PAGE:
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    Activities under Societal Challenge SC2 ‘Food security, sustainable agriculture and forestry, marine and maritime and inland water research and the bioeconomy’

    aim at making the best of our biological resources in a sustainable way. The objective is to contribute to securing sufficient supplies of safe, healthy and high quality food and other bio-based products, by developing productive, sustainable and resource-efficient primary production systems, fostering related ecosystem services and the recovery of biological diversity, alongside competitive and low carbon supply chains. This will accelerate the transition to a sustainable European bioeconomy, bridging the gap between new technologies and their implementation.

     

    To achieve this objective, this Work Programme part offers opportunities in finding diverse and innovative solutions to well-identified challenges in key EU policy priorities. Through generic or dedicated topics, a broad multidisciplinary participation is welcomed in these efforts. The overarching principle underlying the activities proposed is that applicants are invited to find solutions which will make positive changes to our society, economy and environment, using resources more efficiently. In this respect, solutions should be found that cut across research and technological fields, with a strong innovation and market driven approach, in view of increasing growth and job creation. The involvement of end users including farmers, fishers, consumers, public authorities (including at local and regional levels) and society at large will be a key to achieve this. In particular, several topics will involve a 'multi-actor approach' as foreseen in the Horizon 2020 Regulation1.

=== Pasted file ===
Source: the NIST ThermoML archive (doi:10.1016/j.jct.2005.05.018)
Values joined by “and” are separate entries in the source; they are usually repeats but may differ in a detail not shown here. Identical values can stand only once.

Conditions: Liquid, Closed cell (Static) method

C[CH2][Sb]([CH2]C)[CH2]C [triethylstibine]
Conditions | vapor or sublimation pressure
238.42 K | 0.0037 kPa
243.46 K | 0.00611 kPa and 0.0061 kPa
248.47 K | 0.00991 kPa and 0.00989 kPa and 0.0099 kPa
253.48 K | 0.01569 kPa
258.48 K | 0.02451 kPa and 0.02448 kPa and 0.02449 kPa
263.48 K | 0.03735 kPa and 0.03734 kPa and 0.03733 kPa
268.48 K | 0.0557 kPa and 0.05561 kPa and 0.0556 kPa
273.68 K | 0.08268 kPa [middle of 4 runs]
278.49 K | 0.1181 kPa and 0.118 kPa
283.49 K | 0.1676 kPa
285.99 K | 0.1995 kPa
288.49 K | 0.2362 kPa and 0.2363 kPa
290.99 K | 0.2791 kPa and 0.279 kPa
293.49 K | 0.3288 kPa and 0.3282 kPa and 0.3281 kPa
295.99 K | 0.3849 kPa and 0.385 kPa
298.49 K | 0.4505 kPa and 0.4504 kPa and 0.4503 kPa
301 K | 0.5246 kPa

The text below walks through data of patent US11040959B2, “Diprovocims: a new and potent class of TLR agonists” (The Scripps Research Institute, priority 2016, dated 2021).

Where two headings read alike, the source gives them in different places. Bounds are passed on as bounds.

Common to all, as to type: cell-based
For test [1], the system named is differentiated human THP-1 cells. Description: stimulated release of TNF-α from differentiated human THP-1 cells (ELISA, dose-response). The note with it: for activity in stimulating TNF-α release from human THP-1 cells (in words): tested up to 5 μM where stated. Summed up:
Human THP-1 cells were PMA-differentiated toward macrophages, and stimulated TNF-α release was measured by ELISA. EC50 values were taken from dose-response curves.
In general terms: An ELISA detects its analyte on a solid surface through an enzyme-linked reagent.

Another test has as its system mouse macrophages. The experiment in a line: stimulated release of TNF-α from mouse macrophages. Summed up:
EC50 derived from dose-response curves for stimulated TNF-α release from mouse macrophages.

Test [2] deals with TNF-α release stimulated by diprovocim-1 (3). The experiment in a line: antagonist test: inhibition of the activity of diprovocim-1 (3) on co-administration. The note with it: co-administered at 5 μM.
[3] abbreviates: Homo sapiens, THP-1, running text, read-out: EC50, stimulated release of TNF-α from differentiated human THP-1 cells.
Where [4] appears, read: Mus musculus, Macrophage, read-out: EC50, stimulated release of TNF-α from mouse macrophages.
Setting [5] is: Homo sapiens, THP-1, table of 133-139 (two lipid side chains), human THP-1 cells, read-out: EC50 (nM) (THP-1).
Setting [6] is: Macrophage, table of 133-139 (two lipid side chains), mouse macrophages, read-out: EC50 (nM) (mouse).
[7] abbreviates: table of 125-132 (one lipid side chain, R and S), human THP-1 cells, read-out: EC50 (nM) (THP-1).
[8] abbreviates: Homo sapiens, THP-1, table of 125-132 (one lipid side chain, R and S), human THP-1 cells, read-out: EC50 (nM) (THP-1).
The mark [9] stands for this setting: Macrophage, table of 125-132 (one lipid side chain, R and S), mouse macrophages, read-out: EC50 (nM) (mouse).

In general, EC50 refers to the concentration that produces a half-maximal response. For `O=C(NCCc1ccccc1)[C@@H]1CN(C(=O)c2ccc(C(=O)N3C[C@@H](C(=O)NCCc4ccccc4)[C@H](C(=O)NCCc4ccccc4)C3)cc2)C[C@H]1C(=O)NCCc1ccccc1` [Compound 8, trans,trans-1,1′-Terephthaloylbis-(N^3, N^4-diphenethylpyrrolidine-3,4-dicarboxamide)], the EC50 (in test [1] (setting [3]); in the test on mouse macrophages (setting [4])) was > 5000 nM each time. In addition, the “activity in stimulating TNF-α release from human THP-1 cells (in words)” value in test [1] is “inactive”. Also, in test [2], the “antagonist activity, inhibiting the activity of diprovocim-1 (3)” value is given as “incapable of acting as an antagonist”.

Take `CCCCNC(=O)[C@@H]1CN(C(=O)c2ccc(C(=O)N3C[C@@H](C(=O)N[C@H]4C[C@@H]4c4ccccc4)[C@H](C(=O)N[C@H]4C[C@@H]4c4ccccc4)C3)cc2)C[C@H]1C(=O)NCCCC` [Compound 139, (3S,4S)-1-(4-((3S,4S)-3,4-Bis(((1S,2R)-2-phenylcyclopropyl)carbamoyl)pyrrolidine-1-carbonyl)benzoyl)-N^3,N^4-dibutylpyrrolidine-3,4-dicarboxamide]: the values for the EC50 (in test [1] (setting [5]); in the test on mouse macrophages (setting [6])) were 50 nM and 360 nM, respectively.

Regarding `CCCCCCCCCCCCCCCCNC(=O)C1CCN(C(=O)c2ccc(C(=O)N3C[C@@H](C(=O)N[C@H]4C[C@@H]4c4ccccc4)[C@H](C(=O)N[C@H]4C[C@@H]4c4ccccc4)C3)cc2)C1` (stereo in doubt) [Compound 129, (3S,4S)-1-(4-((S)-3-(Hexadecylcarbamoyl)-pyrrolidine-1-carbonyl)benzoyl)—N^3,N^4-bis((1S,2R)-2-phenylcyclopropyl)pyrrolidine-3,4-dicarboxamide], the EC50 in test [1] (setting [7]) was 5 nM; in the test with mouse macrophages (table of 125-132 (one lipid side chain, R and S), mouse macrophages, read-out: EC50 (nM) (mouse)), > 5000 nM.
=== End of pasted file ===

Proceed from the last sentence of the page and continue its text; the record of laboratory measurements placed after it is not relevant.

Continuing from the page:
Solutions to tackle the identified challenges should duly integrate Socio-economic Sciences and Humanities. Gender differences should also be taken into account in risk assessment, in developing, designing and performing the relevant safety tests for new products – including gender attitudes, behaviours and factors intersecting with sex and gender (socio-economic status, geographic location, religion, etc.). Whenever possible, the activities should also include a better understanding and handling of the ethical aspects as well as the promotion of the highest ethical standards in the field and among the actors and stakeholders. The most common issues to be considered include personal data protection and privacy, protection of participants and researchers and ensuring informed consent, involvement of vulnerable population, the potential misuse of the research results, fair benefit sharing when developing countries are involved and the protection of the environment.

     

     

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